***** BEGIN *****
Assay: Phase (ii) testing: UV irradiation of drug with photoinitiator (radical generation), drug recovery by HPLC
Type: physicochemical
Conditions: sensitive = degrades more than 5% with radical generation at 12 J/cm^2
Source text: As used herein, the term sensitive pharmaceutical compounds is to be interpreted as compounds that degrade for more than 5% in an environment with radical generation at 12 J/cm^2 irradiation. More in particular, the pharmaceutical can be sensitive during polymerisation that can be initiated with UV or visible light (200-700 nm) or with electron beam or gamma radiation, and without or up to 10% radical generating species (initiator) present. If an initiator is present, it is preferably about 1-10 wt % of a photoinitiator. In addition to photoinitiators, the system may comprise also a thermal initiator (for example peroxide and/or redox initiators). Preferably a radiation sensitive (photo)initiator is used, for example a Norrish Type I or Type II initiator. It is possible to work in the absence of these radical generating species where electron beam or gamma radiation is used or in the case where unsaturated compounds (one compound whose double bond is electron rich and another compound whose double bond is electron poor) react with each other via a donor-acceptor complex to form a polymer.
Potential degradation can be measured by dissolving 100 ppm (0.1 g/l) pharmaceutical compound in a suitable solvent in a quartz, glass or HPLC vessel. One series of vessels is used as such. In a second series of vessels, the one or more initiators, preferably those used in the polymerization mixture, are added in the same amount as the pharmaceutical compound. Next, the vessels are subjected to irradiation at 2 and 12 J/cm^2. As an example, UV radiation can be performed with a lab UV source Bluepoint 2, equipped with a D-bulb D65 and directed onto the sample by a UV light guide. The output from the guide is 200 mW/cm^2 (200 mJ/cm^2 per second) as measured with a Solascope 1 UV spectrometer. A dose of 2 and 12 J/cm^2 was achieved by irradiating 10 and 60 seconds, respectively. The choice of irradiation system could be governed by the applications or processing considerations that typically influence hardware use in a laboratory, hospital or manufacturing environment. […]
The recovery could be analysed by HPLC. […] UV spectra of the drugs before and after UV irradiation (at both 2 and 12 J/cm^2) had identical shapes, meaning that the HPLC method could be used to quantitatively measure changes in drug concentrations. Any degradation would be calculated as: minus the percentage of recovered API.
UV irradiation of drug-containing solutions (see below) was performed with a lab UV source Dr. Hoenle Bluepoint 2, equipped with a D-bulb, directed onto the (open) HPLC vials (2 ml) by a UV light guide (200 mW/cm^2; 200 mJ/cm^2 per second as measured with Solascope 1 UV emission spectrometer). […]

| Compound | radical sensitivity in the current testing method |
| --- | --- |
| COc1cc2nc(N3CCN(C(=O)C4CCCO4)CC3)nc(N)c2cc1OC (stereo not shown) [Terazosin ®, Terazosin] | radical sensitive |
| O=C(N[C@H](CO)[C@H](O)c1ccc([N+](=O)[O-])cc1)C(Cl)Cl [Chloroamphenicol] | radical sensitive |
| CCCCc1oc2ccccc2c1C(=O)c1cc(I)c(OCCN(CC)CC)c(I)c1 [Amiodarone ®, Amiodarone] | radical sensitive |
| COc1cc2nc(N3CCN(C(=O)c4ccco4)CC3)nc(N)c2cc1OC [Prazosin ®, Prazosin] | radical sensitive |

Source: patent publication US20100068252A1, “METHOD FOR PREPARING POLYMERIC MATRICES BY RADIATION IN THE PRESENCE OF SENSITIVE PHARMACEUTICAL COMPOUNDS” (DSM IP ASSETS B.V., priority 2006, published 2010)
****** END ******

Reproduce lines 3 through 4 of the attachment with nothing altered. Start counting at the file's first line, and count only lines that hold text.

Conditions: sensitive = degrades more than 5% with radical generation at 12 J/cm^2
Source text: As used herein, the term sensitive pharmaceutical compounds is to be interpreted as compounds that degrade for more than 5% in an environment with radical generation at 12 J/cm^2 irradiation. More in particular, the pharmaceutical can be sensitive during polymerisation that can be initiated with UV or visible light (200-700 nm) or with electron beam or gamma radiation, and without or up to 10% radical generating species (initiator) present. If an initiator is present, it is preferably about 1-10 wt % of a photoinitiator. In addition to photoinitiators, the system may comprise also a thermal initiator (for example peroxide and/or redox initiators). Preferably a radiation sensitive (photo)initiator is used, for example a Norrish Type I or Type II initiator. It is possible to work in the absence of these radical generating species where electron beam or gamma radiation is used or in the case where unsaturated compounds (one compound whose double bond is electron rich and another compound whose double bond is electron poor) react with each other via a donor-acceptor complex to form a polymer.